Wednesday, April 28, 2021

Gayle M. Irwin and her Latest Novel

Gayle M. Irwin is a contributor to seven Chicken Soup for the Soul books and the author of many inspirational pet books and stories for children and adults. Her clean, contemporary romance series, Pet Rescue Romance, consists of Rescue Road, released November 2019; Finding Love at Compassion Ranch, released in May 2020; a 2020 novella, Rhiann’s Rescue (the series’ prequel); and My Montana Love, sequel to Rescue Road that released March 2021. She subtly weaves the importance of pet rescue and adoption into her novels and novellas. Learn more about Gayle and her writing here:

Beverley: Which genre or genres do you write or prefer to write? And why?

Gayle: I’ve written in three genres, including children’s fiction, Christian devotions, and sweet contemporary romance. The latter is what I now focus on, although I have ideas stored away for the other two in the next year or two. I enjoy writing all three genres, as my goal as an author is to entertain, educate, and inspire. My romance novels and novellas incorporate pet rescue and adoption, a passion I’ve held for years. When you pair a sweet romance with the rescue and adoption of animals, can a reader really resist? I know I can’t! Additionally, I donate a percentage of my book sales to pet rescue and adoption groups, and I enjoy giving back to those wonderful organizations that tirelessly work on behalf of those who can’t speak for themselves.

Beverley: Who influenced you the most in deciding to become a writer?

Gayle: I studied journalism and creative writing in college, and as a teen, I used to write short stories. I don’t think any one person ‘influenced’ me to write, for some reason, it came naturally. However, two college professors certainly encouraged me in the craft: Arlene Larson, who taught journalism at my community college, and Lois Melina, who taught writing at the University of Idaho when I attended. I even worked part-time for Lois, a specialist in adoptive families, during my final year at the University. Although I worked as a reporter and editor for many years, I found freelance writing for magazines and newspapers more freeing, and when I decided to write my first book, I wanted to encourage readers through my stories. I’m happy that I’ve continued the path of author and freelance writer, and I look forward to creating more books and stories in the coming years.

Beverley: What gets your creative juices flowing?

Gayle: Spending time in nature and reading other authors’ books. I enjoy walks in the woods, wildlife watching, and nature photography, and I relish being in the tranquility of nature. I feel refreshed and inspired taking such adventures, and when I’m relaxed, my creativity flows like a river. Once when my husband and I visited Grand Teton National Park and I’d been mulling a holiday novella to become part of my Pet Rescue Romance series, the idea for a title hit me as I observed the majesty of the Teton Mountains. That novella, In the Shadow of Mount Moran, will release late autumn 2021. Additionally, reading other authors’ works helps me hone my craft, learning from their styles and ideas, as well as inspires me to continue my path as an author. Their influence and inspiration are welcomed – I think writers can learn great things from each other.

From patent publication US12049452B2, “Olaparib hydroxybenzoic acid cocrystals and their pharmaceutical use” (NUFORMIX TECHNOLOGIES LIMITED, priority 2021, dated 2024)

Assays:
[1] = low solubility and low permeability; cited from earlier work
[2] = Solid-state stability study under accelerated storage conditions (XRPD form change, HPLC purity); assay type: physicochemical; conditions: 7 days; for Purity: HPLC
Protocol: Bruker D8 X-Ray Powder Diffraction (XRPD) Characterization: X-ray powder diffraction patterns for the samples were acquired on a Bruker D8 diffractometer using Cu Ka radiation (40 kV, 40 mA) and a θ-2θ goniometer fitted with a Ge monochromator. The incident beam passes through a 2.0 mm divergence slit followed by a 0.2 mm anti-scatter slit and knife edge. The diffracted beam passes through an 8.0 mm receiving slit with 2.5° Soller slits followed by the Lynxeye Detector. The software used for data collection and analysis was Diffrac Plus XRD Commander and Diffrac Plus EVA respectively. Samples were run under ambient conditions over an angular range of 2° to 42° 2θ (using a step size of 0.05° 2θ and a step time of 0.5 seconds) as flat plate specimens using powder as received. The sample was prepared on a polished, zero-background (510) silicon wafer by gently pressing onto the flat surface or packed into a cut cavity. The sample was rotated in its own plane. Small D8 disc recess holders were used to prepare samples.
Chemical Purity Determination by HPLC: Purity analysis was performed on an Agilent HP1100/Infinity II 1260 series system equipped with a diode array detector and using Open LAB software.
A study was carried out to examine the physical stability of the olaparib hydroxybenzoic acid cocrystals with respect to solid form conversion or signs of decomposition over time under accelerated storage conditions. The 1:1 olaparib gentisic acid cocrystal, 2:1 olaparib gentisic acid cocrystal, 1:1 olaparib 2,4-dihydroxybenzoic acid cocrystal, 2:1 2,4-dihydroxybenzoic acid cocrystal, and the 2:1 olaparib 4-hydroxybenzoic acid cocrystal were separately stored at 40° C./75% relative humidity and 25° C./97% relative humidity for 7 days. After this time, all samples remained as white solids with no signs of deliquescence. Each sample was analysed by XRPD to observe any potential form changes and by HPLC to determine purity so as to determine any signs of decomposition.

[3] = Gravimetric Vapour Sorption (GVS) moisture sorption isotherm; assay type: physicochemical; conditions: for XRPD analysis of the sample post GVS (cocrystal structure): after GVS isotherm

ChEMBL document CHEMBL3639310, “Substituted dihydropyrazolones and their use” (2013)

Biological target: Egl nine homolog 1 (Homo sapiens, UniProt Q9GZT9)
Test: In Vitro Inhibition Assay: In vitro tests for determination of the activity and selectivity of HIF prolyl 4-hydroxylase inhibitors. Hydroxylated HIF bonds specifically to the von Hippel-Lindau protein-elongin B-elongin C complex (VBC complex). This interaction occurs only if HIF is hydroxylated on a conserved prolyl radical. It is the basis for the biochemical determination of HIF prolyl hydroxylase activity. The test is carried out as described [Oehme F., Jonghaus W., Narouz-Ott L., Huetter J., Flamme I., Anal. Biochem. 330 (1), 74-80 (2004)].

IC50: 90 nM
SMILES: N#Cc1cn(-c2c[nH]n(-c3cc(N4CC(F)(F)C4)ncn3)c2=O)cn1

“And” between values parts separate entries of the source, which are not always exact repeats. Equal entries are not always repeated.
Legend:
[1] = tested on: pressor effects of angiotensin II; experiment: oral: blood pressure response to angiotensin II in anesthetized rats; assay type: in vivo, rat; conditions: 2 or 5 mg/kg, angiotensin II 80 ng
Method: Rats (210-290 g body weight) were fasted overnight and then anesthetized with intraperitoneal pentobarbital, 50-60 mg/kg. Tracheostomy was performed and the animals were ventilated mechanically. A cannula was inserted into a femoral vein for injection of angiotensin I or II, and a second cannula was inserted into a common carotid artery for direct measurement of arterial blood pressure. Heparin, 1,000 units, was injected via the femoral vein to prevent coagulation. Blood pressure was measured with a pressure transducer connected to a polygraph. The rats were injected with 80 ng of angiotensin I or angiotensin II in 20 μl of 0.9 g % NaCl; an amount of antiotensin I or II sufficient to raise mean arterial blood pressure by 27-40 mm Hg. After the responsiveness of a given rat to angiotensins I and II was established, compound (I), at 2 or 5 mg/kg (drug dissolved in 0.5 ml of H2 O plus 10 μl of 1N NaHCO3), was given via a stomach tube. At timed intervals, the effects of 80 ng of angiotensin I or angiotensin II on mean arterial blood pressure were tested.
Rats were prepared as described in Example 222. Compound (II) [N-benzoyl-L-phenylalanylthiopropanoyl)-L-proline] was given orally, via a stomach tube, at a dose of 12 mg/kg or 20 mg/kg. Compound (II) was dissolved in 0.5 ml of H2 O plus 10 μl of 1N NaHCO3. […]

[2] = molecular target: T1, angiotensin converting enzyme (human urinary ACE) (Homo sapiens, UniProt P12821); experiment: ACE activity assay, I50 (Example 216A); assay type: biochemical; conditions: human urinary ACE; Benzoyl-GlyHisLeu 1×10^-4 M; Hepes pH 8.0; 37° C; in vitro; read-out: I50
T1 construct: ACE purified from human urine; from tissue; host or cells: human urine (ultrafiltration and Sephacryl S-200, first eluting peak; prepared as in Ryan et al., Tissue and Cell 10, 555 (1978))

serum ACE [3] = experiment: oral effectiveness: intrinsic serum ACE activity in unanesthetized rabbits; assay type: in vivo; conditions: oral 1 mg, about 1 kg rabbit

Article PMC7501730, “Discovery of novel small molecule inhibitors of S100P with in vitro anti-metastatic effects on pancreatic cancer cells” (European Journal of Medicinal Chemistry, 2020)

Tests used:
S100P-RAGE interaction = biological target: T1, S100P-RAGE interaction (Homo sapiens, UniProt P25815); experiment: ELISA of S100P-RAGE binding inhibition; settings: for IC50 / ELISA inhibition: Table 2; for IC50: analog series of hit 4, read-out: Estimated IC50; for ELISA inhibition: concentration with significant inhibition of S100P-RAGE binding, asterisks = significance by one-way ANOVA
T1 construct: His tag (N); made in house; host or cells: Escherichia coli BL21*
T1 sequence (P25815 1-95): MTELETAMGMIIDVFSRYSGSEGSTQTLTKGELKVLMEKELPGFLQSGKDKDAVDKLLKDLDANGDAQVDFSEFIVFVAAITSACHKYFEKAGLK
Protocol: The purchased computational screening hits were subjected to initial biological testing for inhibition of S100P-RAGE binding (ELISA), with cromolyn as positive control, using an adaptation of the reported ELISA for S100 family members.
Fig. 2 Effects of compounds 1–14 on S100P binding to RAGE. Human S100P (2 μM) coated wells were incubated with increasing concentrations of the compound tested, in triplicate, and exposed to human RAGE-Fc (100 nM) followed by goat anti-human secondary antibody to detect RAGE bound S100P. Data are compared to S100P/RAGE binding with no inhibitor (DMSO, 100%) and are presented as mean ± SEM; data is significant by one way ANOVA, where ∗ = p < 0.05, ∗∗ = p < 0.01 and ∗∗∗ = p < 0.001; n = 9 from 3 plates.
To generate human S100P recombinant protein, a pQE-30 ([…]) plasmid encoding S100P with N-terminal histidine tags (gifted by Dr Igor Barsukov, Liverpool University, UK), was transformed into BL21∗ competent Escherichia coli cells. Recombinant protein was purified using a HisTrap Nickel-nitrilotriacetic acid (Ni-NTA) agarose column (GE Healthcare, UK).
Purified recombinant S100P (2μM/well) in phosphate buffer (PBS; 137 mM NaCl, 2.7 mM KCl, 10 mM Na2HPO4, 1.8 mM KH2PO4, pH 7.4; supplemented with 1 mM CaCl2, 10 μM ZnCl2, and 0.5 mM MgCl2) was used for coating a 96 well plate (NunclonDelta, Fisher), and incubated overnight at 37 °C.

Beverley: Do you have a favorite cartoon character? Why?

Gayle: I think it would be Underdog, which I watched as a child. Not only is he a hero and a dog, but many times I’ve felt like an ‘underdog,’ and yet this spotted pup can do amazing things – we all can if we believe in ourselves.

Beverley: Who would you love most to meet 'in person' and why?

Gayle: Betty White – I love her passion to help animals and I’d so love to sit down with her and talk about how people can best to that kind of work, whether as a profession, a volunteer, or just your average community member, and I’d like to learn how she became such a passionate person for animal welfare. Plus, she’s so funny – listening to her would likely have me laughing a lot, and who doesn’t need more laughter in their lives?

Beverley: If you had an unexpected free day what would you do with it?

Gayle: I’d load up my husband and our dogs in the car and travel to a national park or monument or a forest land close by. Take a picnic lunch, go for a long walk in the woods, and sit by a river, stream, or lake. And I’d do some writing while my husband fished. I hope to do that this summer when the weather warms up!

Beverley: What are you working on now?

Gayle: I’m finishing up In the Shadow of Mount Moran and I’m updating my other novels and novellas for re-release. I plan to create a boxed set of my first three books in the series: Rescue Road, Finding Love at Compassion Ranch, and My Montana Love, and create a giveaway of what was my holiday novella last year, Rhiann’s Rescue. I’m working with my book cover designer to not have the cover look so ‘Christmassy’ (it’s set more in January and February anyway) and re-release that book, too. I hope to have all that ready by mid-June. Stay tuned to my website,, for when those projects are complete and available!

Blurb for My Montana Love:

Crisis and Chaos in Paradise –

Rhiann Kelly married Levi Butler five years ago. Their blissful life on a Paradise Valley, Montana property, operating an animal sanctuary and a horse ranch, is challenged after Levi experiences a health crisis. When the nephew of a criminal the Butlers knew in their past shows up for a job during Levi’s recovery, Rhiann faces critical decisions. Can she keep the ranch and sanctuary operating or will past incidents and Levi’s suppressed fears cause chaos she cannot control?